Ramaphosa orders national lockdown to combat Covid-19
President announces a 21-day lockdown that will virtually shut down the struggling economy
President Cyril Ramaphosa took aggressive action on Monday night to contain SA’s Covid-19 outbreak, announcing a 21-day national lockdown that will virtually bring the struggling economy to a halt.
The shutdown, starting at midnight on Thursday, comes after the number of reported cases rose more than sixfold in just one week and surged past 400.
Acknowledging the effect this will have on people’s livelihoods, the president also announced measures to support small businesses and protect employees.
"It is clear from the development of the disease in other countries and from our own modelling that immediate, swift and extraordinary action is required if we are to prevent a human catastrophe of enormous proportions in our country," said Ramaphosa, in a speech broadcast on national television.
"Without decisive action, the number of people infected will rapidly increase from a few hundred to tens of thousands, and within a few weeks to hundreds of thousands," he said.
Ramaphosa’s announcement comes barely a week after he declared a national disaster on March 15 and implemented what were at the time Africa’s most stringent restrictions on travel and mass gatherings, including the closure of schools, a ban on travellers from hard-hit countries and a ban on alcohol sales after 6pm.
The measures have failed to stem the tide of new infections, with the number of reported cases rising from 61 to 402 over eight days.
The majority of these cases are in Gauteng (207) and Western Cape (100), but the disease has spread to all nine provinces.
The new steps follow a meeting Ramaphosa convened with business leaders on Sunday, which was immediately followed by a meeting of the National Command Council, which he established to co-ordinate SA’s response to Covid-19.
President Cyril Ramaphosa announces that SA will be locked down for 21 days, March 23 2020.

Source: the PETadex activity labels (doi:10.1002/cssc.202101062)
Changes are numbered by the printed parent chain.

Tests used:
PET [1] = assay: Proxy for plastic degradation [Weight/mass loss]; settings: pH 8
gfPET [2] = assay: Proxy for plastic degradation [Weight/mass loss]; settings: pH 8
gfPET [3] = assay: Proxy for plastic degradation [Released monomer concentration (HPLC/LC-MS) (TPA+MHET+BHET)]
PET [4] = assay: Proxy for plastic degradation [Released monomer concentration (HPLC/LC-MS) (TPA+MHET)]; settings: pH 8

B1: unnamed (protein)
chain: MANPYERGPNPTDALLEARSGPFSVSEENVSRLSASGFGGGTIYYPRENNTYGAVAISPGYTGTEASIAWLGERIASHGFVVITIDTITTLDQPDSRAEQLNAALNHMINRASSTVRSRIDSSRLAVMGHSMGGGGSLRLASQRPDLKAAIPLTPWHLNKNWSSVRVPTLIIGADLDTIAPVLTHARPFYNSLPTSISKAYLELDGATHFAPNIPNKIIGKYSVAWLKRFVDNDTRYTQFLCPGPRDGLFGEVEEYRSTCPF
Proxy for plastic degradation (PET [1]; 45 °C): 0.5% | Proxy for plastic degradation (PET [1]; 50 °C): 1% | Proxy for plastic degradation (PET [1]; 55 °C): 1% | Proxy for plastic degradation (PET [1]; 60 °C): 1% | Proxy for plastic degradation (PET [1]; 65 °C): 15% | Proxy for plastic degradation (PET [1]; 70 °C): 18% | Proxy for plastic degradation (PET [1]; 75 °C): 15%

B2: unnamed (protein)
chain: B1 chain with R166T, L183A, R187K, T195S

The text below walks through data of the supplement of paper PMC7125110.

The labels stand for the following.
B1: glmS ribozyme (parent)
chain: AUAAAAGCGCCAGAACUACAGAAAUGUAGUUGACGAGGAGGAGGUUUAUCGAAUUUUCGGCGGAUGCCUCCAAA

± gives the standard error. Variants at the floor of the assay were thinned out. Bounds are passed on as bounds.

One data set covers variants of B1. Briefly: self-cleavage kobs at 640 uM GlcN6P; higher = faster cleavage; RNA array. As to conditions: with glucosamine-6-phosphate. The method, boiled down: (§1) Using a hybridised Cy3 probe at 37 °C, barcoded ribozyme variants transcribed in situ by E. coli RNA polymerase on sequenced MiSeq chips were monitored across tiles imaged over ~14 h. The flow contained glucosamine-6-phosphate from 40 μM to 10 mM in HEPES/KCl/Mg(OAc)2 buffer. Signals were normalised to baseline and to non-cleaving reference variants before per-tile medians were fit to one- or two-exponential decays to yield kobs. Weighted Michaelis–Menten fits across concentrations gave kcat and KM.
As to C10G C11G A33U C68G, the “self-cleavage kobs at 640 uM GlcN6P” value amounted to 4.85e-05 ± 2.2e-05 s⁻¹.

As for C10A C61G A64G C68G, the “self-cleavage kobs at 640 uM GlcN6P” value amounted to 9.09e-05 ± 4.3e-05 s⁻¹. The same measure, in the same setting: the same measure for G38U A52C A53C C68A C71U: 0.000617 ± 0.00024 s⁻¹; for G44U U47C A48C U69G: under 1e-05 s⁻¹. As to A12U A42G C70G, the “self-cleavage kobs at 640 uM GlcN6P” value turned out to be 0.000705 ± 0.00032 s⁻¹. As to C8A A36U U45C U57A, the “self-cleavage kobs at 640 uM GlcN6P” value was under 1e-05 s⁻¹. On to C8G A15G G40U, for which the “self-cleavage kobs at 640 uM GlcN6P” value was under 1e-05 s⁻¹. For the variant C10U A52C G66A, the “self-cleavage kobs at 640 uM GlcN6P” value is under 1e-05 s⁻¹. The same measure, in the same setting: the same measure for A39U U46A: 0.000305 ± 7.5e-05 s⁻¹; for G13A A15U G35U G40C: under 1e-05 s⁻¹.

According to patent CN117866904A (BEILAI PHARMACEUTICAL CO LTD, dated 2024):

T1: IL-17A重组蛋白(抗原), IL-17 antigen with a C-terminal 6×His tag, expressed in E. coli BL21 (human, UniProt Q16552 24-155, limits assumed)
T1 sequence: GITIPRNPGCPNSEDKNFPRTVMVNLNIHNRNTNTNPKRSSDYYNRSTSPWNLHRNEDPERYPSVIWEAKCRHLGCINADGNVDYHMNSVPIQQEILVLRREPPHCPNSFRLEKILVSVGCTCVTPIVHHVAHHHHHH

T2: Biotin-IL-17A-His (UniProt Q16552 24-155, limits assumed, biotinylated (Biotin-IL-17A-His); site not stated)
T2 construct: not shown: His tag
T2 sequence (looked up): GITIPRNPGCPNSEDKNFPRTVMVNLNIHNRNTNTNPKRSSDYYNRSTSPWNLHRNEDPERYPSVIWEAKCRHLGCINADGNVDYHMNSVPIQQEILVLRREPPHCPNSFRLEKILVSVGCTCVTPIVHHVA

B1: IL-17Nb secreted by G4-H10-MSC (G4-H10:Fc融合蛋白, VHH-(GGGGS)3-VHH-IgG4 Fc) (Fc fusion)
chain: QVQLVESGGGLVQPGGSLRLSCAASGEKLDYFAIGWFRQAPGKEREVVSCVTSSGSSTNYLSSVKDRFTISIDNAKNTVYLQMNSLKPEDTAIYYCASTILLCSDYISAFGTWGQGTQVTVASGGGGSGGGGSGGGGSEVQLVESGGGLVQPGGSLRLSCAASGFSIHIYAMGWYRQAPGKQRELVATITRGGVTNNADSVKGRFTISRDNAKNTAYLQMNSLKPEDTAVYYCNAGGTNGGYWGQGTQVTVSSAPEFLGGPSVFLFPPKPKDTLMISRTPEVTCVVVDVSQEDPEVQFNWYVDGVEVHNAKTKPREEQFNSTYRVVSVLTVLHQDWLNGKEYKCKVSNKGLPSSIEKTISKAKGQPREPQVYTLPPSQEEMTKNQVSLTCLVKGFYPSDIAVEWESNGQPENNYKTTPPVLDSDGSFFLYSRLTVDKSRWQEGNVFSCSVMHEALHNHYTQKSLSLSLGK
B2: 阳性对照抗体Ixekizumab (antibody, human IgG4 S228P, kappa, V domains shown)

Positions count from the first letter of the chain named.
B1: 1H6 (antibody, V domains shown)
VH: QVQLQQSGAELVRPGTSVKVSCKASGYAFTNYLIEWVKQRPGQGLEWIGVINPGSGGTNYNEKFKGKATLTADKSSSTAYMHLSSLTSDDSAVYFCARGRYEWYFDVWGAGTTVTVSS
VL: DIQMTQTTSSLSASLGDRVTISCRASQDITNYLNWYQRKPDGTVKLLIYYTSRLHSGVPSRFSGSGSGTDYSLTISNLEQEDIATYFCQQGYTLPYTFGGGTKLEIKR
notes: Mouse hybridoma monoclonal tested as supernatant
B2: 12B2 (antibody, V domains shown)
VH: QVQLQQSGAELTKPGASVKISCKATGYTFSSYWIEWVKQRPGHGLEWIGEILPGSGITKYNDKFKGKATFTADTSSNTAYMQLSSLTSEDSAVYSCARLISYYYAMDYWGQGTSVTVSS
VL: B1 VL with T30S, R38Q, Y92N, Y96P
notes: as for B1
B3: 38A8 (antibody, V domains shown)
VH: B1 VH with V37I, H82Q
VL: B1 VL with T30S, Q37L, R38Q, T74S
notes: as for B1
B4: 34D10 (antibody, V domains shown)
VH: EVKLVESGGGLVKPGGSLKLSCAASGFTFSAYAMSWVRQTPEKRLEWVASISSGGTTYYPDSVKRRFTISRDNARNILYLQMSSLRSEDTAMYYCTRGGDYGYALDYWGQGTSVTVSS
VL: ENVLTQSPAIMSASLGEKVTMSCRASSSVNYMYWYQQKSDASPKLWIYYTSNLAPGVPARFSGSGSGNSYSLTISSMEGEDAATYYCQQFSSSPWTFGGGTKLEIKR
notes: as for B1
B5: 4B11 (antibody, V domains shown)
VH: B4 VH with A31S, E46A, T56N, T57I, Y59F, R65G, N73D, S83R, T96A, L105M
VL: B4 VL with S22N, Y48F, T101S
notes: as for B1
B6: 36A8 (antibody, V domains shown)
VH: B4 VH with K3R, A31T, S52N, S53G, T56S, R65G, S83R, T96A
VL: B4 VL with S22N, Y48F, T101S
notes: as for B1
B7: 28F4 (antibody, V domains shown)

A planned address to the nation on Sunday was delayed as the government grappled with the trade-off between saving lives and further harming the economy, and whether to impose a staged or immediate lockdown.
Covid-19 has swept around the globe in the three months since it emerged in China, ravaging financial markets and disrupting global trade and travel. A growing number of countries imposed ever-more stringent measures to limit the movement of people to slow transmission of the highly contagious respiratory disease and to protect their health systems from being overwhelmed by critically ill patients.
Covid-19 is caused by the SARS-Cov-2 virus. By Monday night, more than 353,000 people had been infected and more than 15,430 people had died in 167 countries and regions, according to the Johns Hopkins tracker. Most cases are mild but it can be lethal. Up to 15% of patients must be admitted to hospital.
Ramaphosa said the army had been deployed to help the police enforce the lockdown, declared in terms of the National Disaster Act.
People will be confined to their homes from Friday morning, and will be allowed to leave only to shop for essentials such as food and medicines, to seek healthcare, or collect social grants. Essential workers, including people who work in health care, emergency services, the police, army, and in the production and distribution of vital supplies such as food and pharmaceuticals are exempted.
All shops and businesses are to be closed, except for supermarkets, pharmacies, laboratories, banks, essential financial and payment services, petrol stations and health-care providers. Companies essential for production and transportation of food, basic goods and medical supplies will remain open. Provision will be made for transport services to continue for essential workers. "While this measure will have a considerable impact on people’s livelihoods, on the life of our society and on our economy, the human cost of delaying this action would be far, far greater," Ramaphosa said.
The lockdown will be accompanied by a big push to step up screening, testing, contact tracing and medical management, focusing first on high-density and high-risk areas.
Ramaphosa urged South Africans not to stockpile food, saying manufacturers and distributors had adequate supplies.
"It is important for all South Africans to understand that the supply of goods remains continuous and supply chains remain intact," he said.